What should you NOT do in an interview? A poll into interview blunders found that when hiring managers were asked to name the most common and damaging interview mistakes a candidate can make, 51% listed dressing inappropriately. 49% percent cited badmouthing a former boss as the worst offense, while 48% said appearing disinterested. Arrogance (44%), insufficient answers (30%) and not asking good questions (29%) were also top answers.
Below is a top 10 selection of mistakes to avoid. A big part of a successful interview is avoiding simple mistakes. Mistakes are deadly to the job seeker and easy to avoid if you are prepared:
Get directions from the interviewer -– or look up the location on a man. Wear a watch, and leave home early. In the extreme case that you cannot avoid being late, call the interviewer and arrange to reschedule.
Lack of preparation
Not being prepared is just about the biggest mistake you can make when it comes to job interviews. You need to prepare for an interview in the same way you would prepare for an exam. When you are offered an interview, make sure you ask what form the interview is going to take so you can prepare, e.g., Is it going to be a one on one interview? Will it be a group interview? Who will be attending the interview, and what are their positions? Not being able to answer basic interview questions such as “What do you know about this company?” creates the impression that you don’t care, and it can end your chances immediately.
You make your greatest impact on the interviewer in the first 10 seconds, and you want that first impression to be strongly positive. Dress for the occasion. You will certainly need to wear a suit if you are interviewing for professional position. When interviewing for another type of job, such as a casual summer job as a lifeguard or waitress, for example, dress accordingly in neat and casual attire.
This includes badmouthing your current or former employers, employees or even the competition. Nobody likes a complainer and it portrays a negative image of your personality. In the world we live in, you never know who your interviewer might be friends with or who the company’s clients are. You don’t want the interviewer to think that you might speak that way about his or her company in the future.
-- Poor body language
-- Using constant slang
-- Crossing your arms
-- Nervous gestures, e.g., playing with your hair
-- Using your hands too much when talking
Don’t be rude or abusive
You would expect this to be obvious, however an interviewer will want to test your patience and see how you react to their questions. Losing your temper, becoming defensive, and acting abusive are the best ways to not get hired. No matter how calm or apologetic you are, the damage has already been done.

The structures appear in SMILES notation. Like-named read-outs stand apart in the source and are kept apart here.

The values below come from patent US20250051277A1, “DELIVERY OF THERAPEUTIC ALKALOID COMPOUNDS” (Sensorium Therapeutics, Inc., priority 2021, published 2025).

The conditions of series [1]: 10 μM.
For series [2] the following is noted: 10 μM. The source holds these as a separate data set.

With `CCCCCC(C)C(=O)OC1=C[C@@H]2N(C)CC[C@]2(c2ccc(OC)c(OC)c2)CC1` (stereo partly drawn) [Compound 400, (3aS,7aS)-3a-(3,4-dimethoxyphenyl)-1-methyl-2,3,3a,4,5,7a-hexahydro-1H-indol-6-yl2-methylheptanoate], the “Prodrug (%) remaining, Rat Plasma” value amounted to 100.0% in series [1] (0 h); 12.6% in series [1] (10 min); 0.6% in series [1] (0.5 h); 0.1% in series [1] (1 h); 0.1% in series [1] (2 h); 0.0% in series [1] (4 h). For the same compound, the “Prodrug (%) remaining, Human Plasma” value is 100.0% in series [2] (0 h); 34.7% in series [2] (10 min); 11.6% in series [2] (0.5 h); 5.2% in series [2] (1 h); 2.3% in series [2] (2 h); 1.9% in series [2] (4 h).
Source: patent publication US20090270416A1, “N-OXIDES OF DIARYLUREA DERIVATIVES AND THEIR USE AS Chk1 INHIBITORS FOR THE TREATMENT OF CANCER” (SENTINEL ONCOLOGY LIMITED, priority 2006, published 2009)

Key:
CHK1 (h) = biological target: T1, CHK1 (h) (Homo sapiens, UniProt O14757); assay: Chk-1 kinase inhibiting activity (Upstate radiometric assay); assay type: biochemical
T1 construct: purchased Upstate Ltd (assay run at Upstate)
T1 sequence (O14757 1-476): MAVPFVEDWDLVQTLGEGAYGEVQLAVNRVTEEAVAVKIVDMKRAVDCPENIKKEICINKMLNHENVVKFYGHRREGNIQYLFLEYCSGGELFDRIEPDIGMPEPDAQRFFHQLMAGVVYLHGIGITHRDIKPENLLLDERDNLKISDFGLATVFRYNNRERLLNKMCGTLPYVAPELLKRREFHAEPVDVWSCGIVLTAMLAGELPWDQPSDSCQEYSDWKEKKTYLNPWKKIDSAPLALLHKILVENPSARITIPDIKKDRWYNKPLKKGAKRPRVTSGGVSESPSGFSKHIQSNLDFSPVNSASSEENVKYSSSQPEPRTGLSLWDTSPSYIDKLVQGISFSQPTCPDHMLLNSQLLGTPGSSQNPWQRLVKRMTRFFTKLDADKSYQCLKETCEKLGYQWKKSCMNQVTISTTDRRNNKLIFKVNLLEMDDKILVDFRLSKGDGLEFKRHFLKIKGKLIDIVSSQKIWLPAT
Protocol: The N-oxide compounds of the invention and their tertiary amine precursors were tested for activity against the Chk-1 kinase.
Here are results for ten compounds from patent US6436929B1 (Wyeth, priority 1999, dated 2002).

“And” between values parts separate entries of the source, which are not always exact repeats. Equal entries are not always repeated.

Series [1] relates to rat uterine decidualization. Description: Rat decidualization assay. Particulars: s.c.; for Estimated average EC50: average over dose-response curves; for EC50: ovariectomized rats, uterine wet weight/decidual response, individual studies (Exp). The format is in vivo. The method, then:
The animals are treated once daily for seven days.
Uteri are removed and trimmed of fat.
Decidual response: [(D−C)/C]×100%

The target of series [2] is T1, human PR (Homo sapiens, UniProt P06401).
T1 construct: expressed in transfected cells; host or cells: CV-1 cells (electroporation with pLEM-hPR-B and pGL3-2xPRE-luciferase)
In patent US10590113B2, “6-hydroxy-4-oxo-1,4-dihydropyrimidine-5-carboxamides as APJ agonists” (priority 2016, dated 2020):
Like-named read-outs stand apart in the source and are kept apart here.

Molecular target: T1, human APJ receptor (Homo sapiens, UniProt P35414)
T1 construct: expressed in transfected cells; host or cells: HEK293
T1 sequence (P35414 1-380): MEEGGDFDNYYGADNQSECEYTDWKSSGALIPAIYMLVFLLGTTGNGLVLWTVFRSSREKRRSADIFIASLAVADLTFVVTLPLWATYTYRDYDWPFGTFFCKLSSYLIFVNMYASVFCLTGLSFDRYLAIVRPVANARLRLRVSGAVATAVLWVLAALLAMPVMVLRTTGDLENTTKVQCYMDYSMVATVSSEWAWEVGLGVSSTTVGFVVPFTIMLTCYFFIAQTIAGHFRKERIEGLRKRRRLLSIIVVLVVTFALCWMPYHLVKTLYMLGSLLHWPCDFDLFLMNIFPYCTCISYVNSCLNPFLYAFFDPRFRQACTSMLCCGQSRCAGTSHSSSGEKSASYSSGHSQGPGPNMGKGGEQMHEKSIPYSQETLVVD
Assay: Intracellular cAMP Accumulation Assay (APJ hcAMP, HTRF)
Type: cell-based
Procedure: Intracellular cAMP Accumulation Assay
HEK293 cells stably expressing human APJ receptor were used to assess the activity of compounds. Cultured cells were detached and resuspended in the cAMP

Poor communication skills
This includes answering questions with “yes” or “no” answers. You need to display confidence. Engage the person you are speaking with, and let the interviewer know that you are an excellent candidate for this position.
Talking too much
The interviewer wants to know why you are the best person for the job. They do not need to hear your entire life story. There are few things worse than interviewing someone who goes on and on and on. Keep your answers concise, to-the-point, and focused. Don’t ramble, and don’t lie or make up stories. The best advice is to be honest and simply answer the questions.
Not answering the question
Nothing is more frustrating for an interviewer than to ask a simple question and not get an answer. Straight away it sets off alarm bells in the interviewer’s head that the person is either unprepared or not listening. Make sure you listen to the question and take a moment to gather your thoughts before you respond.
Forgetting to follow up
No matter how well you think the interview went, always follow up. If you have not heard from the interviewer within a few days, don’t be afraid to call and follow up and reiterate your interest in the position. A follow up thank you email or phone call can sometimes go a long way to securing you the job. It also leaves a good impression.
For more information, visit RedStarResume at www.redstarresume.com.
© 2010 RedStarResume Publications
The views and opinions expressed in these articles do not necessarily reflect those of College Central Network, Inc. or its affiliates. Reference to any company, organization, product, or service does not constitute endorsement by College Central Network, Inc., its affiliates or associated companies. The information provided is not intended to replace the advice or guidance of your legal, financial, or medical professional.